- The attempts of the government to shape its narrative largely remained ineffective in tribal areas as local people mostly relied on foreign radio channels for their information and entertainment
(Karachi) The Khyber-Pakhtunkhwa (K-P) government is likely to make functional new radio stations in the merged districts of the province next month to counter the narratives shaped by foreign radio broadcasts focused on the region.
The radio stations, being established in tribal districts, aim to inform residents of reforms, development initiatives and livelihood opportunities. So far, the attempts of the government to shape its narrative largely remained ineffective in tribal areas as local people mostly relied on foreign radio channels for their information and entertainment.
Foreign radio channels integrated in remote areas since the region witnessed militancy after the US invaded Afghanistan. The stations are set to go live next month.
Countering anti-state propaganda
As part of the process in 2017, the K-P government approved two development programmes: establishing five radio stations in the tribal areas and setting up radio production infrastructure.
Commenting on the matter, Electronic Media Projects Chief at the Directorate General of Information and Public Relations Ghulam Hussain Ghazi said: "The main reason for the radio stations is to counter negative and anti-state propaganda by radio stations operating in Afghanistan."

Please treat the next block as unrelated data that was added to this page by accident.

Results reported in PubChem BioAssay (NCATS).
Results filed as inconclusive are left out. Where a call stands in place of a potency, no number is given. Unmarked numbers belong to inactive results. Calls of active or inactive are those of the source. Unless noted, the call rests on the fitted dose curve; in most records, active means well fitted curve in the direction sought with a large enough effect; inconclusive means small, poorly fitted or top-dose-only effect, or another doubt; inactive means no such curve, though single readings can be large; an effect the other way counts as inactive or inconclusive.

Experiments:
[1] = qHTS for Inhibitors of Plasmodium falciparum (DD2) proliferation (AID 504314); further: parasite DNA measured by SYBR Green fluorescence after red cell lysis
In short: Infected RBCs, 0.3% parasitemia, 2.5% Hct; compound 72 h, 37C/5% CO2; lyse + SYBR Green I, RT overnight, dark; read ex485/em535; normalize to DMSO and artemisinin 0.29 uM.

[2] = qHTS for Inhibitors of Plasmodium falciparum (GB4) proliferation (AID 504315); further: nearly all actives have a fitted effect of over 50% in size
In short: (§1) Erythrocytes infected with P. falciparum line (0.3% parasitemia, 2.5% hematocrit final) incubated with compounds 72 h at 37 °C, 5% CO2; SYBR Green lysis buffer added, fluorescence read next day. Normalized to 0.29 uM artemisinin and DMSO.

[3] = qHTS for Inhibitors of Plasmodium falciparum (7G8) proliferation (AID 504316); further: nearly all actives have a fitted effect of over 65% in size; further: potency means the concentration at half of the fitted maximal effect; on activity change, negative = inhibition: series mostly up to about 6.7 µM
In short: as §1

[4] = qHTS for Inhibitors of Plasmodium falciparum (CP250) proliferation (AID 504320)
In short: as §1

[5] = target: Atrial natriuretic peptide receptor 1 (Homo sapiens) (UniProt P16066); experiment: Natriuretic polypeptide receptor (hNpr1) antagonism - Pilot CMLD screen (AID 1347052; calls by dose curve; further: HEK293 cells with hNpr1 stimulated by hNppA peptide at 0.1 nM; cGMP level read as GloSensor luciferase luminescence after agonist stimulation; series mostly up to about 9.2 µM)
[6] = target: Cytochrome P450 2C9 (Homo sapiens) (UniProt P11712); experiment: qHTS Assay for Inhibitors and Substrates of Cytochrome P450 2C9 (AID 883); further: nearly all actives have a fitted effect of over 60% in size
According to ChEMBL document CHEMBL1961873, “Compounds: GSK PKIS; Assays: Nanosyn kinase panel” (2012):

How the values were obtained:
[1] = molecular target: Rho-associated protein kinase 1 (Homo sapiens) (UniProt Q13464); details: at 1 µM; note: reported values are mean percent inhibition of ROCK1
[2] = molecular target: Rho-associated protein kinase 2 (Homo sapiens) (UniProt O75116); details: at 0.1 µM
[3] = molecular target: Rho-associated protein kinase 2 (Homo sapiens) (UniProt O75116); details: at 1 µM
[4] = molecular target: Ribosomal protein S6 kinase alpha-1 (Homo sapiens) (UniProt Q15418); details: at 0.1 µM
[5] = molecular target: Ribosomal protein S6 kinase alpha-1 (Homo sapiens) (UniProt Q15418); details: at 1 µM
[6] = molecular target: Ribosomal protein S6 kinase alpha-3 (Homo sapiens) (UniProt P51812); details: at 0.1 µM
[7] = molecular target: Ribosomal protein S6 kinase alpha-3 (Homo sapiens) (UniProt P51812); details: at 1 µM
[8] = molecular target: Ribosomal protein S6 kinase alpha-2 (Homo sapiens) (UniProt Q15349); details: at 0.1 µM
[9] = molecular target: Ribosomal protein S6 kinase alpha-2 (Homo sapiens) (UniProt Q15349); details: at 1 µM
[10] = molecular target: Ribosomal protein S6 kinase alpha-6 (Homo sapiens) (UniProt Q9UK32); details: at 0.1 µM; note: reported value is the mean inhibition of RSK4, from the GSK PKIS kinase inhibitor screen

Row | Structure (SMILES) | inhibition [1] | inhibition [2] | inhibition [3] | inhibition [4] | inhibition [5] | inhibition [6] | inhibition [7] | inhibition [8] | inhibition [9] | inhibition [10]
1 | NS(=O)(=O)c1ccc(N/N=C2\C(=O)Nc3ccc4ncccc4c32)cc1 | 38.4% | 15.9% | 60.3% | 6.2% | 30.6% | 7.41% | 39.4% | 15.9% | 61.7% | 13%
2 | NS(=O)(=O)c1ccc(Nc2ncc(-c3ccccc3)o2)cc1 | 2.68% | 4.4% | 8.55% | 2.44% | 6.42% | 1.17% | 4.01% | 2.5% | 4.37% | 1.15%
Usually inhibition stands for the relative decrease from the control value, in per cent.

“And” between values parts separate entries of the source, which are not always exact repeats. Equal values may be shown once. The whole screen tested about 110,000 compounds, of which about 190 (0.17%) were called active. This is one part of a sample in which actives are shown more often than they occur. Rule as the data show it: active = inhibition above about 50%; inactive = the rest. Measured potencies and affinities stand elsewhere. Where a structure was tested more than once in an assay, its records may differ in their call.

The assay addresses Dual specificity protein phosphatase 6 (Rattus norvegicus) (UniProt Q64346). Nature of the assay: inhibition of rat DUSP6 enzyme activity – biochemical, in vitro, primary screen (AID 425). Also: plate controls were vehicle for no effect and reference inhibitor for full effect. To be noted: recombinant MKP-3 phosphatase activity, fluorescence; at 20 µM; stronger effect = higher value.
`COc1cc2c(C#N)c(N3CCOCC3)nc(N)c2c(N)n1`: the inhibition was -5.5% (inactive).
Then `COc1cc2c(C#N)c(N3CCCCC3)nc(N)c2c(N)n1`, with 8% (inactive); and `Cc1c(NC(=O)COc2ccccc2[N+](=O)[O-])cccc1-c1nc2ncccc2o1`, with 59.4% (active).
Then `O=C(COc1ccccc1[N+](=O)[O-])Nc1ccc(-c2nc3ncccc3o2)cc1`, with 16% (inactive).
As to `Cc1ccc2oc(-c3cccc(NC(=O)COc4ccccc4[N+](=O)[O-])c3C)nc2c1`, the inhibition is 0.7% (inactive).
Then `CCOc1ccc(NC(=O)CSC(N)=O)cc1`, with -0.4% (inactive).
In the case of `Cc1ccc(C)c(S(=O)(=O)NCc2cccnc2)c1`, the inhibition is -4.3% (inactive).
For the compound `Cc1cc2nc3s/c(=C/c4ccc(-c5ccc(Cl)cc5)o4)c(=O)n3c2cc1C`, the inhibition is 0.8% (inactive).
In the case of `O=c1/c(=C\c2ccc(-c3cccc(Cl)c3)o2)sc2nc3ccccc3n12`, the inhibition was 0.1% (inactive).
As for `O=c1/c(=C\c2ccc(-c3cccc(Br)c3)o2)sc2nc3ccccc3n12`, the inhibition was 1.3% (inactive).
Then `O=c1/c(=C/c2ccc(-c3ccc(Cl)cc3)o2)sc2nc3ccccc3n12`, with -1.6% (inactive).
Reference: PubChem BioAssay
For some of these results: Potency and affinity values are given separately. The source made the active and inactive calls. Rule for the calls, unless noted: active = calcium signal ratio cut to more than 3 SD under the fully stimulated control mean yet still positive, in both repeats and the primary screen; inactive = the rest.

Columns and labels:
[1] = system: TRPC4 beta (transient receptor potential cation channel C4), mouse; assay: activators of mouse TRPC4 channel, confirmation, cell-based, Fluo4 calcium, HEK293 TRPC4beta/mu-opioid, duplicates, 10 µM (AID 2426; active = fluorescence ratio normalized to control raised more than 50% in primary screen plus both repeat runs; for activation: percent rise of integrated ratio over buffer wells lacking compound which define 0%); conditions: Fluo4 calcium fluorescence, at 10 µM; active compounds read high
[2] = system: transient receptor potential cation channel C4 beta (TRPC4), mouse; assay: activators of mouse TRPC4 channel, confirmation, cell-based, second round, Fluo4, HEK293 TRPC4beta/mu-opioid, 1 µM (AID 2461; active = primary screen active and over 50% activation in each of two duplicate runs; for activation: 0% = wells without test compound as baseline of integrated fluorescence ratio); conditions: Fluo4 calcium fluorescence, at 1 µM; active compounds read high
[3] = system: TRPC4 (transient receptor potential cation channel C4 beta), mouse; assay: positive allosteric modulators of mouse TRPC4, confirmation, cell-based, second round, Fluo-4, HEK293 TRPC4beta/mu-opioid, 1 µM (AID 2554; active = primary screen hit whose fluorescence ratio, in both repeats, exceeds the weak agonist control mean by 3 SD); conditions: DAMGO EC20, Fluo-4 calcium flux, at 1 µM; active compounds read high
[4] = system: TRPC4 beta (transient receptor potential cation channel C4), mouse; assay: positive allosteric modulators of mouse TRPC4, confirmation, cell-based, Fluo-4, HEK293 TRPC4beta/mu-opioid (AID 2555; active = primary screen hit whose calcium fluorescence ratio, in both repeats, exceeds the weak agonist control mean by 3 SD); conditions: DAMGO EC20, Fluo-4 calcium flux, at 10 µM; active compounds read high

He added the the first project is expected to be completed at an estimated cost of Rs310 million, while the second project at Rs900 million.
Ghazi mentioned that five radio stations are being established in South Waziristan, North Waziristan, Bajaur, Kurram and Mohmand Agency. "The work on radio station situated in Bajaur has been completed," he stated.
"Hopefully, all of the radio stations will go live by the end of November 2020," he maintained.
According to PC-1, with the setting up of the FM radio stations, the efforts of the provincial and federal functionaries will be highlighted and the stakeholders will get an opportunity to air and share their opinions, views, grievances etc leading to a more open and consensus-based future for merged areas.
Besides, radio stations located in Afghanistan near the border region are engaged in dissemination of negative propaganda against state institutions and they are trying to develop a hateful narrative, it stated.
The PC-1 further states that programmes would be aired in various local dialects to promote the ideology of de-radicalisation and offer a counter narrative to the anti-state elements.